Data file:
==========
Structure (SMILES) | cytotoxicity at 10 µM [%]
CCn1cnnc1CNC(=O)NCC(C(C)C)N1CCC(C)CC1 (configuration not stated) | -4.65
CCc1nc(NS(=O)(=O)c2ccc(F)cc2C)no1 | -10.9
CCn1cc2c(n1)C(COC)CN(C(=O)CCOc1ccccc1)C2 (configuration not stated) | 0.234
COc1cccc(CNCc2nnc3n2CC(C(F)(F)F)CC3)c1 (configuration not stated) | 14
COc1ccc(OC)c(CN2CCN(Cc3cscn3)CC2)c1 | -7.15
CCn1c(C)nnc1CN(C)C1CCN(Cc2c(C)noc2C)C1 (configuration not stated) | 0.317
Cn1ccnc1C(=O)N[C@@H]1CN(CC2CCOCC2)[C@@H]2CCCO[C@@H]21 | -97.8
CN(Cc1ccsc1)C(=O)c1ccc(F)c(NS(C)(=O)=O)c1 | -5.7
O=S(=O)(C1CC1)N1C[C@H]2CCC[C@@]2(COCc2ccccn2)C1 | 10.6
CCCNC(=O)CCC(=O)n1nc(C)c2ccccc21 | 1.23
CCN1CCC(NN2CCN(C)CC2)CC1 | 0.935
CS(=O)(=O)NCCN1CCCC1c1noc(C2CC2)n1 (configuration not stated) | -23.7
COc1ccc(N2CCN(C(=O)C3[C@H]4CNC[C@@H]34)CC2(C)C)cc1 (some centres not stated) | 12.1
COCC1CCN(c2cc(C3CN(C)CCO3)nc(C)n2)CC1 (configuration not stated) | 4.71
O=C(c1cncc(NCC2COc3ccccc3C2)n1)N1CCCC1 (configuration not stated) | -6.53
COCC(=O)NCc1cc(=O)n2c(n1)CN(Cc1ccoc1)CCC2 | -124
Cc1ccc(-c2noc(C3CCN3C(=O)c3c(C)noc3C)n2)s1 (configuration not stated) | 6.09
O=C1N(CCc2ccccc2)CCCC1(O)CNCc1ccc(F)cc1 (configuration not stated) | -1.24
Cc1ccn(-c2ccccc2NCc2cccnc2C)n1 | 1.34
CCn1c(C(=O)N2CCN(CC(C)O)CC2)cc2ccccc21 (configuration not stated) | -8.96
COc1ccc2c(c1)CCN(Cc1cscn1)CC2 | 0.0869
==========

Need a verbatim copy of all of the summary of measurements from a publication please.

Structure (SMILES) | cytotoxicity at 10 µM [%]
CCn1cnnc1CNC(=O)NCC(C(C)C)N1CCC(C)CC1 (configuration not stated) | -4.65
CCc1nc(NS(=O)(=O)c2ccc(F)cc2C)no1 | -10.9
CCn1cc2c(n1)C(COC)CN(C(=O)CCOc1ccccc1)C2 (configuration not stated) | 0.234
COc1cccc(CNCc2nnc3n2CC(C(F)(F)F)CC3)c1 (configuration not stated) | 14
COc1ccc(OC)c(CN2CCN(Cc3cscn3)CC2)c1 | -7.15
CCn1c(C)nnc1CN(C)C1CCN(Cc2c(C)noc2C)C1 (configuration not stated) | 0.317
Cn1ccnc1C(=O)N[C@@H]1CN(CC2CCOCC2)[C@@H]2CCCO[C@@H]21 | -97.8
CN(Cc1ccsc1)C(=O)c1ccc(F)c(NS(C)(=O)=O)c1 | -5.7
O=S(=O)(C1CC1)N1C[C@H]2CCC[C@@]2(COCc2ccccn2)C1 | 10.6
CCCNC(=O)CCC(=O)n1nc(C)c2ccccc21 | 1.23
CCN1CCC(NN2CCN(C)CC2)CC1 | 0.935
CS(=O)(=O)NCCN1CCCC1c1noc(C2CC2)n1 (configuration not stated) | -23.7
COc1ccc(N2CCN(C(=O)C3[C@H]4CNC[C@@H]34)CC2(C)C)cc1 (some centres not stated) | 12.1
COCC1CCN(c2cc(C3CN(C)CCO3)nc(C)n2)CC1 (configuration not stated) | 4.71
O=C(c1cncc(NCC2COc3ccccc3C2)n1)N1CCCC1 (configuration not stated) | -6.53
COCC(=O)NCc1cc(=O)n2c(n1)CN(Cc1ccoc1)CCC2 | -124
Cc1ccc(-c2noc(C3CCN3C(=O)c3c(C)noc3C)n2)s1 (configuration not stated) | 6.09
O=C1N(CCc2ccccc2)CCCC1(O)CNCc1ccc(F)cc1 (configuration not stated) | -1.24
Cc1ccn(-c2ccccc2NCc2cccnc2C)n1 | 1.34
CCn1c(C(=O)N2CCN(CC(C)O)CC2)cc2ccccc21 (configuration not stated) | -8.96
COc1ccc2c(c1)CCN(Cc1cscn1)CC2 | 0.0869